I recevied a question this morning that I thought I’d pass on. A non-geek wants to filter RSS feeds for certain terms. What’s your preferred tool for this? I’m aware of Feedshake, which I just used to create a feed of all Boing Boing posts that mention the word ‘pants’.
You could also use Yahoo Pipes to make something similar, though that’s not for the feint of heart. I’m sure there are some client-side options as well in tools like NewsGator, but I’m not familiar with them.
Feedshake looks viable, but what would you recommend to a Regular Human wanting to filter her RSS feeds?
Regular humans don’t want to filter RSS feeds.
“Feint of heart”? Bee stijl my hart.
In my case, I want to allow students to be able to use their own blogs, but only pass on whatever content is relevant to aggregated courseblogs. So they can write about a post about binge drinking or Wii, and then a post about Ezra Pound’s Cantos, and the content gets syndicated and republished in the right places more or less automatically. The students control their own spaces, not the school.
This is another service, I can’t assess it one way or the other – I last tested it a long time ago:
There are a few solutions here.
Thanks for the tips! Sorry I had to leave early…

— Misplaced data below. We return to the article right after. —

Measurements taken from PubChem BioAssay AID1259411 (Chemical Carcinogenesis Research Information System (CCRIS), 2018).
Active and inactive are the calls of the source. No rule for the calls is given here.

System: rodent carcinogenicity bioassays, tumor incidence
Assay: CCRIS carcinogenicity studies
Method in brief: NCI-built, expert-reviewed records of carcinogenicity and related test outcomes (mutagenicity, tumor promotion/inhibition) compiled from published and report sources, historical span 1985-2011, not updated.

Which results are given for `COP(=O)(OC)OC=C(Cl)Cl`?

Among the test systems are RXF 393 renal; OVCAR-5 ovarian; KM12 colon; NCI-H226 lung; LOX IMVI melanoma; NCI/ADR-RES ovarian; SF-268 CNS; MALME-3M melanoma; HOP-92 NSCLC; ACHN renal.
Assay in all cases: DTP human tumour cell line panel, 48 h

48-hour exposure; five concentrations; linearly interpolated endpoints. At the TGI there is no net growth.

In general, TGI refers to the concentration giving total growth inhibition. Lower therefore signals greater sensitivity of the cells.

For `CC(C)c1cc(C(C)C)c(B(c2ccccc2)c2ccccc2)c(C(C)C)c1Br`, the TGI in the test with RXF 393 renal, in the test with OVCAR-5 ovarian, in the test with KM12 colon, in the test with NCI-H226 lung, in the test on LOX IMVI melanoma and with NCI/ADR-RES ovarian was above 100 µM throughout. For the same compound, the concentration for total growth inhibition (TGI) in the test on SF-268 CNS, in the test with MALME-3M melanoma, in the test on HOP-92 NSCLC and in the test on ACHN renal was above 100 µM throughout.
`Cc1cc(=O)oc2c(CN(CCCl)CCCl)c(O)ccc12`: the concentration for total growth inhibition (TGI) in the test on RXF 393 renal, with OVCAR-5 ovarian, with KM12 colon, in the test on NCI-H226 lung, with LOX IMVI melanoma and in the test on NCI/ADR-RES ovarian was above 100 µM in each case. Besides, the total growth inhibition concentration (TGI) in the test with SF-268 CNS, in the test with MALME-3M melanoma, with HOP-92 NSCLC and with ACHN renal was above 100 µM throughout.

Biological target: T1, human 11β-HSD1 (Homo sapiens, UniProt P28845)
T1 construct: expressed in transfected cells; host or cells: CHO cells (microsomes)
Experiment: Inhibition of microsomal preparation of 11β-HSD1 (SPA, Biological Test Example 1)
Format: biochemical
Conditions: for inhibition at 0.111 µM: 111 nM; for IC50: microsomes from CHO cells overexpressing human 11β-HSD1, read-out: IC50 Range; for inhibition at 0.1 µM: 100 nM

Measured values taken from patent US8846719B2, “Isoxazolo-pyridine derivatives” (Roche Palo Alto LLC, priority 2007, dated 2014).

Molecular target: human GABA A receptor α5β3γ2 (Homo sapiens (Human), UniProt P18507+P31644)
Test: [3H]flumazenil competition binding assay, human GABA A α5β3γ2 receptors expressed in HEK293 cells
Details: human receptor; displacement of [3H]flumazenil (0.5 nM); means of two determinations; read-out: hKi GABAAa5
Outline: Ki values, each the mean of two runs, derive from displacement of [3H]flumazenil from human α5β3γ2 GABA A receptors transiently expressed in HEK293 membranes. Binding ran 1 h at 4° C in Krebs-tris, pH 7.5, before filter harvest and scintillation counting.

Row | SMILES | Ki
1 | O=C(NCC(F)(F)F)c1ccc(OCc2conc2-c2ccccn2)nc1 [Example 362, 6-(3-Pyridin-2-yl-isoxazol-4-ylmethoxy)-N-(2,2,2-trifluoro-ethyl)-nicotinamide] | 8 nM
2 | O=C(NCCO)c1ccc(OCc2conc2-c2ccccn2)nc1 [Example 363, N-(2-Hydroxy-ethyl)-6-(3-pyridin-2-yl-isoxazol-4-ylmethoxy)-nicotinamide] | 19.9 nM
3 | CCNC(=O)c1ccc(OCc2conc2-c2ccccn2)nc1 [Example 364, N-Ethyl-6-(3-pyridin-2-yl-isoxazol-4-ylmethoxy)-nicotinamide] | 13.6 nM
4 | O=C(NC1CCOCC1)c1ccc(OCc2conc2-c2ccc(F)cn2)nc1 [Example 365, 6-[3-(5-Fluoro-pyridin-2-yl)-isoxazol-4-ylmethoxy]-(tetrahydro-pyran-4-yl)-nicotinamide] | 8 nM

Blogdigger will do this as long as you know the blog ID.
Here’s a filter of my feed for only postings containing the word “snowflake”
and here’s the resulting search feed
I kid! I kid!
Brian: you are of course right that RSS remixing is an excellent thing. But at this point, I don’t know of anyone (maybe I travel in small social circles) who is both non-geeky and uses feeds.
Actively filtering and aggregating feeds is, at this point in time, a definitively geeky activity.
This post has been useful to me, as I have long been looking for a way to publish an easily accessible “OmniRyan” feed for my various feed-monitored online activities.
I’m behind, but finally am interested in FeedShake, but apparently it has disappeared. Can anyone help?
I would like to suggest a great new site that organizes your RSS feeds.
It employs a bayesian filter for RSS feeds where you can train the filter what you like and
what you don’t like. It’s free, try it at http://www.filteredrss.com.
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